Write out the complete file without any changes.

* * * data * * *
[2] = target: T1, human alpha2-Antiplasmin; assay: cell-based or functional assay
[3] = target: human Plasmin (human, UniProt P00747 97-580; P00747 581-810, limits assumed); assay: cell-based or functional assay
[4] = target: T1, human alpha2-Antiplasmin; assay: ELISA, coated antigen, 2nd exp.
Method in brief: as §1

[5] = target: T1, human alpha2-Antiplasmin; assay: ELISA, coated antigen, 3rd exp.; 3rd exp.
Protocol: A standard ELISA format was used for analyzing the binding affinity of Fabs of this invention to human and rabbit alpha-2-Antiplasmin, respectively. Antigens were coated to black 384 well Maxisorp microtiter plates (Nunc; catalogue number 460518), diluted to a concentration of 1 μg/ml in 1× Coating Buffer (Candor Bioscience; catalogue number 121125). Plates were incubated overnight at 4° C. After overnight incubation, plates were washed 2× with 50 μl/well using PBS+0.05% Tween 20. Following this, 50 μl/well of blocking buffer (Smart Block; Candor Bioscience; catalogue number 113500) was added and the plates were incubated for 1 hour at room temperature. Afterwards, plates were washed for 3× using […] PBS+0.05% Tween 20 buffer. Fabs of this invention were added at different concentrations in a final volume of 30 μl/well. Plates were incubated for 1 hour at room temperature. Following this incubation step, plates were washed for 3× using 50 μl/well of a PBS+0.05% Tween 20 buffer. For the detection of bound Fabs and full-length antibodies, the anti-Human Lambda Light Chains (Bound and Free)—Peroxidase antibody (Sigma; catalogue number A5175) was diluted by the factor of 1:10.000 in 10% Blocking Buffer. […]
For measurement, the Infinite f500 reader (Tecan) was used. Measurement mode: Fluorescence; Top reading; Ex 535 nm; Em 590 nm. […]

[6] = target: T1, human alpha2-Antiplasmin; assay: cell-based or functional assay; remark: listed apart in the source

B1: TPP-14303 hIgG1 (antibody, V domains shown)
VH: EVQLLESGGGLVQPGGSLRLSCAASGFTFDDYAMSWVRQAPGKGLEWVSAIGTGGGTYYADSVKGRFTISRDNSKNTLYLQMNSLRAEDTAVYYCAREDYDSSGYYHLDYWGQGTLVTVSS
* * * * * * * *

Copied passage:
[2] = target: T1, human alpha2-Antiplasmin; assay: cell-based or functional assay
[3] = target: human Plasmin (human, UniProt P00747 97-580; P00747 581-810, limits assumed); assay: cell-based or functional assay
[4] = target: T1, human alpha2-Antiplasmin; assay: ELISA, coated antigen, 2nd exp.
Method in brief: as §1

[5] = target: T1, human alpha2-Antiplasmin; assay: ELISA, coated antigen, 3rd exp.; 3rd exp.
Protocol: A standard ELISA format was used for analyzing the binding affinity of Fabs of this invention to human and rabbit alpha-2-Antiplasmin, respectively. Antigens were coated to black 384 well Maxisorp microtiter plates (Nunc; catalogue number 460518), diluted to a concentration of 1 μg/ml in 1× Coating Buffer (Candor Bioscience; catalogue number 121125). Plates were incubated overnight at 4° C. After overnight incubation, plates were washed 2× with 50 μl/well using PBS+0.05% Tween 20. Following this, 50 μl/well of blocking buffer (Smart Block; Candor Bioscience; catalogue number 113500) was added and the plates were incubated for 1 hour at room temperature. Afterwards, plates were washed for 3× using […] PBS+0.05% Tween 20 buffer. Fabs of this invention were added at different concentrations in a final volume of 30 μl/well. Plates were incubated for 1 hour at room temperature. Following this incubation step, plates were washed for 3× using 50 μl/well of a PBS+0.05% Tween 20 buffer. For the detection of bound Fabs and full-length antibodies, the anti-Human Lambda Light Chains (Bound and Free)—Peroxidase antibody (Sigma; catalogue number A5175) was diluted by the factor of 1:10.000 in 10% Blocking Buffer. […]
For measurement, the Infinite f500 reader (Tecan) was used. Measurement mode: Fluorescence; Top reading; Ex 535 nm; Em 590 nm. […]

[6] = target: T1, human alpha2-Antiplasmin; assay: cell-based or functional assay; remark: listed apart in the source

B1: TPP-14303 hIgG1 (antibody, V domains shown)
VH: EVQLLESGGGLVQPGGSLRLSCAASGFTFDDYAMSWVRQAPGKGLEWVSAIGTGGGTYYADSVKGRFTISRDNSKNTLYLQMNSLRAEDTAVYYCAREDYDSSGYYHLDYWGQGTLVTVSS